Sheriffs: DOC stole our inmates to make case for new prisons

By Josh Moon
Alabama Political Reporter

In order to inflate the number of prisoners being housed in State-run prisons possibly to make a better case to build new prisons, Alabama Department of Corrections officials last year began moving dozens of prisoners being held in county facilities, several County Sheriffs said during a meeting Wednesday at the State House.

The Sheriffs – from Clarke, Clay, Sumter, Macon and Lowndes – said they had long-standing contracts with DOC to house prisoners, but last summer, as a new $800 million prison plan was being floated to lawmakers, DOC officers started showing up at their county jails and removing prisoners. Now, those sheriffs said they had more than 600 empty beds – with potentially thousands more in other counties – at a time when DOC officials are saying State prisons are at nearly 200 percent capacity.

“They didn’t give us a choice,” Clarke County Sheriff Ray Norris said. “They came in there and took up the prisoners we’d been housing for years – had a contract to house. They even took the guys we were housing for free. I asked them what they were doing and they said they needed our prisoners, and that was that.”

Norris made his comments in front of a group of lawmakers gathered Wednesday for an informal discussion on prison construction. The meeting was led by Rep. Johnny Mack Morrow, who is pushing his own prison construction plan that incorporates ideas from the Sheriffs and other local officials.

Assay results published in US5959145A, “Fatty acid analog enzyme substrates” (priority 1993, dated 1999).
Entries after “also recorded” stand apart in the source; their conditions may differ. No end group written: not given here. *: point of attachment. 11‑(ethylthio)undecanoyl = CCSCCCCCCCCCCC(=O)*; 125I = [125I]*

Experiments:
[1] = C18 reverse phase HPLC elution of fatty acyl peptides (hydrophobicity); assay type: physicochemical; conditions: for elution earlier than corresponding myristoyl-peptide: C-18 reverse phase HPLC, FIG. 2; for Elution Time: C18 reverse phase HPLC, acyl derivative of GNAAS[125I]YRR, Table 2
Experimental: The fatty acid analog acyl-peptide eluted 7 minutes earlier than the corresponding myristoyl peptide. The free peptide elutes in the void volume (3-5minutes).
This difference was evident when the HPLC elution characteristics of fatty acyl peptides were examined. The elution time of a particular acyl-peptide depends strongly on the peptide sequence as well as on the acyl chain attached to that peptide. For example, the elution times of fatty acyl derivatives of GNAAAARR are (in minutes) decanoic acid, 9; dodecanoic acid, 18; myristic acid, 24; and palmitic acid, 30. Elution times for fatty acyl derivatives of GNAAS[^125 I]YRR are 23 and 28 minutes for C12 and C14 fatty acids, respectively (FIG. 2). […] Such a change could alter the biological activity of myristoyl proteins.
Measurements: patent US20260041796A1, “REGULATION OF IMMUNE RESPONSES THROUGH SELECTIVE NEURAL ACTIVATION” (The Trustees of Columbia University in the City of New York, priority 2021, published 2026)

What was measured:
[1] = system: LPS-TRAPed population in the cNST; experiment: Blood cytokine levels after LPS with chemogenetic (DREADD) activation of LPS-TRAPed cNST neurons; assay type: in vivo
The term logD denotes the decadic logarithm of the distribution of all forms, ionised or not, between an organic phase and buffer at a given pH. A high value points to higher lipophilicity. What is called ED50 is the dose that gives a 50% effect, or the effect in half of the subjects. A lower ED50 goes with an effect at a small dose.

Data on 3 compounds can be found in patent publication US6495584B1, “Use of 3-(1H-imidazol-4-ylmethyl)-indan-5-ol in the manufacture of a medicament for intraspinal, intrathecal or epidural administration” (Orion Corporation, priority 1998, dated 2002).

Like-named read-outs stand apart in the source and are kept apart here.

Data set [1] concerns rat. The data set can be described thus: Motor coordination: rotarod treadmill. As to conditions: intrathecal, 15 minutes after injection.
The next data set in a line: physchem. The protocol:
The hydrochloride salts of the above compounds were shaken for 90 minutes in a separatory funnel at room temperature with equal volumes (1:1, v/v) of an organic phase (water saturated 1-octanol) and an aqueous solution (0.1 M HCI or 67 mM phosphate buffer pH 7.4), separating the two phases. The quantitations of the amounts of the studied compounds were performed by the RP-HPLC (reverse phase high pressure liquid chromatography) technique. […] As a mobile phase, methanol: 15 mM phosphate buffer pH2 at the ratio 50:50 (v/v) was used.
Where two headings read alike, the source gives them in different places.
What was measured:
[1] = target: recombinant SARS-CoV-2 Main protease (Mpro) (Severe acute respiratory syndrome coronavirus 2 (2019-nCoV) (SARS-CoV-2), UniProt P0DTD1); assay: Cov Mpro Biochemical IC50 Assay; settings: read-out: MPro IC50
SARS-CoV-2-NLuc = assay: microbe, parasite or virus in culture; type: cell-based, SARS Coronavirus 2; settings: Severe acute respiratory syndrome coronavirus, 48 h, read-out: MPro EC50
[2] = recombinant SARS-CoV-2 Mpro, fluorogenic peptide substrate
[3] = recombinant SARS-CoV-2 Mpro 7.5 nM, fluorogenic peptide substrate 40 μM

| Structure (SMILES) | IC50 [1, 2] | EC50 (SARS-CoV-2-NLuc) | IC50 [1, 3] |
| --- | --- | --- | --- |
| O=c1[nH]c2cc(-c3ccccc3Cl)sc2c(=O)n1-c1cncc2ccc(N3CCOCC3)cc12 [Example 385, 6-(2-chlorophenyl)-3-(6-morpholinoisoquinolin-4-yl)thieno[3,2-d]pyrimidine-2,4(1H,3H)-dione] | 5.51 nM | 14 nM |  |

When asked by lawmakers if they had similar experiences to Norris, the Sheriffs present agreed emphatically.

“We have a pretty new facility and a lot of open beds,” Sumter County Sheriff Brian Harris said.

Harris said his jail was built in 2003 and the county is still paying for its construction.

Lawmakers, including Reps. Ed Henry, Arnold Mooney, Mike Holmes and Morrow, expressed surprise at the Sheriffs’ stories of inmates being moved away despite protests from the sheriffs and by the number of inmates county facilities could now house.

“I don’t know why no one knows about this,” Henry said. “Y’all really need to get to the media and let them know, because everyone here is being sold a different story.”

Morrow also distributed a letter from a Pardons and Paroles official stating a new electronic monitoring program in the State could keep up with 500 prisoners initially at a cost of just $2.5 million. Over time, the number of prisoners monitored would likely increase and the costs would decrease from the startup year.

Utilizing that program, using a $50 million bond issue previously approved by the legislature to purchase a private facility in Perry County and taking advantage of the existing beds in county facilities could reduce the number of inmates in State prisons to under 14,000 by 2020, Morrow said.

“The question is why do we want to build three or four prisons when you’re going to have a bunch of empty beds?” Morrow said. “If you’ve paid attention to these prison debates, you know the problems are not enough corrections officers and mental health. The plans they’re pushing don’t do a thing to address either.

“I think if we listen to these Sheriffs and are smart about this, we could solve all of our prison problems and save a bunch of money doing it.”

 

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